Police and Prosecution Law


The sub-projects all have a strong focus on the police and prosecuting authority’s fundamental tasks in relation to due process and civil security, in areas where, because of changes in recent years in role understanding/expectations and other developments and legal trends, these agencies are now subject to new requirements and face new challenges that have yet to be legally clarified.

The Police and Prosecution Law project consists of four sub-projects that all have an ‘agency perspective’ and therefore pursue new paths in relation to the traditional judicial perspective that has dominated research on the police and prosecuting authority.
Monica Roos

Main content

Project 1. ‘The role of the police in crises and war’

The project is led by dr.philos. Ragnar Auglend.

The project examines legal questions relating to the organisation and activities of the public search and rescue service, the relationship between the police and the Armed Forces in connection with terrorism and national crisis situations, and the legal position and tasks of the police in war and during an occupation.

Head of a sub-project is Associate Professor Knut Einar Skodvin.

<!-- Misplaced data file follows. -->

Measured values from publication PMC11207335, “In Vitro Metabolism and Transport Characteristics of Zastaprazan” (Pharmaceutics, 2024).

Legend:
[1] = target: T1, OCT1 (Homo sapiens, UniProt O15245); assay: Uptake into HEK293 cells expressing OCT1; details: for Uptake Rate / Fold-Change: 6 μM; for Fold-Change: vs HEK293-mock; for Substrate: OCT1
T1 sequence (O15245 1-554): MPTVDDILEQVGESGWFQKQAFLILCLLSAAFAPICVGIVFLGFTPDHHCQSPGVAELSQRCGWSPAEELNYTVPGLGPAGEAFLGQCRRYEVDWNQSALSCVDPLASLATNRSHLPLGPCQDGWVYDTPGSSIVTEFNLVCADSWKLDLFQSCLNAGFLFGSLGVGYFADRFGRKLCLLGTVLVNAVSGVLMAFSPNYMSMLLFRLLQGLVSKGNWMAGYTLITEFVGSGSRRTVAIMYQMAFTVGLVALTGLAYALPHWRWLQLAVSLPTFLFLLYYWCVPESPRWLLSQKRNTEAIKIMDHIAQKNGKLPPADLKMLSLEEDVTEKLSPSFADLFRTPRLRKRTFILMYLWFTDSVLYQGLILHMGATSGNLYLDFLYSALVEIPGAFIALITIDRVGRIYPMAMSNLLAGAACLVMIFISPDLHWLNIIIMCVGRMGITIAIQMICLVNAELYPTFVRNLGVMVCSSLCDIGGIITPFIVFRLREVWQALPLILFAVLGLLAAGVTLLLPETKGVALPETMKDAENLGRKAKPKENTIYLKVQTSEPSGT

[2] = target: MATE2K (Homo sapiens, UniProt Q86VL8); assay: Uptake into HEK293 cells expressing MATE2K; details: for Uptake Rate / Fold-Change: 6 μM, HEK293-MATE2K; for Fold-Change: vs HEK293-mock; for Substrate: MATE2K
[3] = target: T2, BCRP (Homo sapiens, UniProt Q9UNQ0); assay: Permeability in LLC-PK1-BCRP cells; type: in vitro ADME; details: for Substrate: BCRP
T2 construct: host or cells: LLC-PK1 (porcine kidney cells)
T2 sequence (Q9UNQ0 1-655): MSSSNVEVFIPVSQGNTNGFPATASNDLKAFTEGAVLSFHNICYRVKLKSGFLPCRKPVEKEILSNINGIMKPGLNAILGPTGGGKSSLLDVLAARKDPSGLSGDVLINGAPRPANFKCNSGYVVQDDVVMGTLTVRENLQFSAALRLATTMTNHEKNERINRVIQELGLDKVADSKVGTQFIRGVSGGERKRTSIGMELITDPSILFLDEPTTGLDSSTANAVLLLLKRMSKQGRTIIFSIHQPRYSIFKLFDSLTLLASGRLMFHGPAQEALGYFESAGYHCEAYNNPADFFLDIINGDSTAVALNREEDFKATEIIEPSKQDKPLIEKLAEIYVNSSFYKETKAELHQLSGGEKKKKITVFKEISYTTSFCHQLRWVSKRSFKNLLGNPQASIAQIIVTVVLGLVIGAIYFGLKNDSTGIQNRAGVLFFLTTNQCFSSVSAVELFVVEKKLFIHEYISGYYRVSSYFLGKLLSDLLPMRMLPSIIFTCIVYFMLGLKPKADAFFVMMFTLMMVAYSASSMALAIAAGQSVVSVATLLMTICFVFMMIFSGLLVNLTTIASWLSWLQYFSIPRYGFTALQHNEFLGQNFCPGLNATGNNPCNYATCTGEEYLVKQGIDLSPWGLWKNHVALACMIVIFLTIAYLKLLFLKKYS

In the case of large-scale terrorist attacks, hybrid situations and major cyber-attacks, the situation will often be unclear, at least in the initial phase. The sub-project investigates the legal framework for the division of competence and duty to act between the police and the Armed Forces in such unclear situations.


Project 4. ‘Information collection, information sharing and cooperation on combating crime’

Efficient processing of information (including collection, storage and sharing) and cooperation between the police, the prosecuting authority and other public control and supervisory agencies is of great importance to the discovery and investigation of crimes. The research topic highlights several legal questions. The legal authority for interdisciplinary cooperation and the roles and responsibilities of the different agencies need to be clarified. The rules concerning confidentiality, and exceptions from these rules pursuant to the Police Register Act, and other public agencies’ duty of confidentiality constitute the most important legal framework. The rules are formulated somewhat differently, and, in certain contexts, there may be intended or unintended legal obstacles to sharing information. In relation to cooperation, the purpose of sharing information is often decisive for what can be shared. This applies to information sharing both by and with the police.

The project will have a broad legal science perspective on the rules for cooperation and information sharing, particularly in cases where the police and the prosecuting authority participate in permanent or temporary interdisciplinary collaborations.

A research fellowship under this sub-project will be advertised.